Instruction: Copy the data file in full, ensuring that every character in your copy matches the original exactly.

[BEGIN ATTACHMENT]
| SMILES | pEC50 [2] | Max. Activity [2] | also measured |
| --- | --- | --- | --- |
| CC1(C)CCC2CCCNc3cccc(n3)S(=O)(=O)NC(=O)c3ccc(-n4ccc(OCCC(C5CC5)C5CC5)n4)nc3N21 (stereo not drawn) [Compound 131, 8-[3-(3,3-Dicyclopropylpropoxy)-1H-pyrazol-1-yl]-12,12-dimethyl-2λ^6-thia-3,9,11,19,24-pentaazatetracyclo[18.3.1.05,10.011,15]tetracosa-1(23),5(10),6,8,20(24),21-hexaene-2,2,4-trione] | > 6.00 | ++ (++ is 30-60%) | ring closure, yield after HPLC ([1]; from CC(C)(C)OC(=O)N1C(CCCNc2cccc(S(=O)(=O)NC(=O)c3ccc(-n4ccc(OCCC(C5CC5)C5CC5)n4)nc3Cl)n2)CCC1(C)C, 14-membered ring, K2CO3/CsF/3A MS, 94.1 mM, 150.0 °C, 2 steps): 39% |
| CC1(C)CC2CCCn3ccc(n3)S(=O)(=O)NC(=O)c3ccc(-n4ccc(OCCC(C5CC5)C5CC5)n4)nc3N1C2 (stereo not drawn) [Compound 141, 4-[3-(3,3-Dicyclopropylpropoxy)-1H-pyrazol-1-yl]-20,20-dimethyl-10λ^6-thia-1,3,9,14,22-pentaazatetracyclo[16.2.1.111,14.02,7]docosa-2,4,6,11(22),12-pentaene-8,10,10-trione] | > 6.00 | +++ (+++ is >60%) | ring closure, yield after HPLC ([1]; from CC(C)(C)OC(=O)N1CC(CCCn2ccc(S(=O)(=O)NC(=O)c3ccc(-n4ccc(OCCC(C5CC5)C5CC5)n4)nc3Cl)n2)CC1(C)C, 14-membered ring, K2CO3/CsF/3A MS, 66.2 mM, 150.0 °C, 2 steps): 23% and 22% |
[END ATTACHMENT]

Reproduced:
| SMILES | pEC50 [2] | Max. Activity [2] | also measured |
| --- | --- | --- | --- |
| CC1(C)CCC2CCCNc3cccc(n3)S(=O)(=O)NC(=O)c3ccc(-n4ccc(OCCC(C5CC5)C5CC5)n4)nc3N21 (stereo not drawn) [Compound 131, 8-[3-(3,3-Dicyclopropylpropoxy)-1H-pyrazol-1-yl]-12,12-dimethyl-2λ^6-thia-3,9,11,19,24-pentaazatetracyclo[18.3.1.05,10.011,15]tetracosa-1(23),5(10),6,8,20(24),21-hexaene-2,2,4-trione] | > 6.00 | ++ (++ is 30-60%) | ring closure, yield after HPLC ([1]; from CC(C)(C)OC(=O)N1C(CCCNc2cccc(S(=O)(=O)NC(=O)c3ccc(-n4ccc(OCCC(C5CC5)C5CC5)n4)nc3Cl)n2)CCC1(C)C, 14-membered ring, K2CO3/CsF/3A MS, 94.1 mM, 150.0 °C, 2 steps): 39% |
| CC1(C)CC2CCCn3ccc(n3)S(=O)(=O)NC(=O)c3ccc(-n4ccc(OCCC(C5CC5)C5CC5)n4)nc3N1C2 (stereo not drawn) [Compound 141, 4-[3-(3,3-Dicyclopropylpropoxy)-1H-pyrazol-1-yl]-20,20-dimethyl-10λ^6-thia-1,3,9,14,22-pentaazatetracyclo[16.2.1.111,14.02,7]docosa-2,4,6,11(22),12-pentaene-8,10,10-trione] | > 6.00 | +++ (+++ is >60%) | ring closure, yield after HPLC ([1]; from CC(C)(C)OC(=O)N1CC(CCCn2ccc(S(=O)(=O)NC(=O)c3ccc(-n4ccc(OCCC(C5CC5)C5CC5)n4)nc3Cl)n2)CC1(C)C, 14-membered ring, K2CO3/CsF/3A MS, 66.2 mM, 150.0 °C, 2 steps): 23% and 22% |